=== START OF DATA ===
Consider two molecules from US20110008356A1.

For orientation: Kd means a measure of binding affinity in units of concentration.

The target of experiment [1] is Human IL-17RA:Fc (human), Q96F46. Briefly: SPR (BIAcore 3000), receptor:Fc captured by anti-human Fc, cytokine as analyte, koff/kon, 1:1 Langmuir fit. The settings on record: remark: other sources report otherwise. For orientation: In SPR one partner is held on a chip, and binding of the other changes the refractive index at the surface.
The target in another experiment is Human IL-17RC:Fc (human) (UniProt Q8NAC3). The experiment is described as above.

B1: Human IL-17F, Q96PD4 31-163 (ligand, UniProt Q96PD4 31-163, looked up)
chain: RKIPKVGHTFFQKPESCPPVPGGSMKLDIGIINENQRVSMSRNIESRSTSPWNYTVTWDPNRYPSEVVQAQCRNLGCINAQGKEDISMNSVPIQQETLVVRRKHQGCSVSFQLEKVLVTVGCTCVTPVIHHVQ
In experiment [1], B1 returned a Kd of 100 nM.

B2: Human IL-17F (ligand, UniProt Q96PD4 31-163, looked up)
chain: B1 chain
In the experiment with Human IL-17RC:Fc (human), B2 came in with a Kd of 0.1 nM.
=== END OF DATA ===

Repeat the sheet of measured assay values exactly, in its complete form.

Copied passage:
Consider two molecules from US20110008356A1.

For orientation: Kd means a measure of binding affinity in units of concentration.

The target of experiment [1] is Human IL-17RA:Fc (human), Q96F46. Briefly: SPR (BIAcore 3000), receptor:Fc captured by anti-human Fc, cytokine as analyte, koff/kon, 1:1 Langmuir fit. The settings on record: remark: other sources report otherwise. For orientation: In SPR one partner is held on a chip, and binding of the other changes the refractive index at the surface.
The target in another experiment is Human IL-17RC:Fc (human) (UniProt Q8NAC3). The experiment is described as above.

B1: Human IL-17F, Q96PD4 31-163 (ligand, UniProt Q96PD4 31-163, looked up)
chain: RKIPKVGHTFFQKPESCPPVPGGSMKLDIGIINENQRVSMSRNIESRSTSPWNYTVTWDPNRYPSEVVQAQCRNLGCINAQGKEDISMNSVPIQQETLVVRRKHQGCSVSFQLEKVLVTVGCTCVTPVIHHVQ
In experiment [1], B1 returned a Kd of 100 nM.

B2: Human IL-17F (ligand, UniProt Q96PD4 31-163, looked up)
chain: B1 chain
In the experiment with Human IL-17RC:Fc (human), B2 came in with a Kd of 0.1 nM.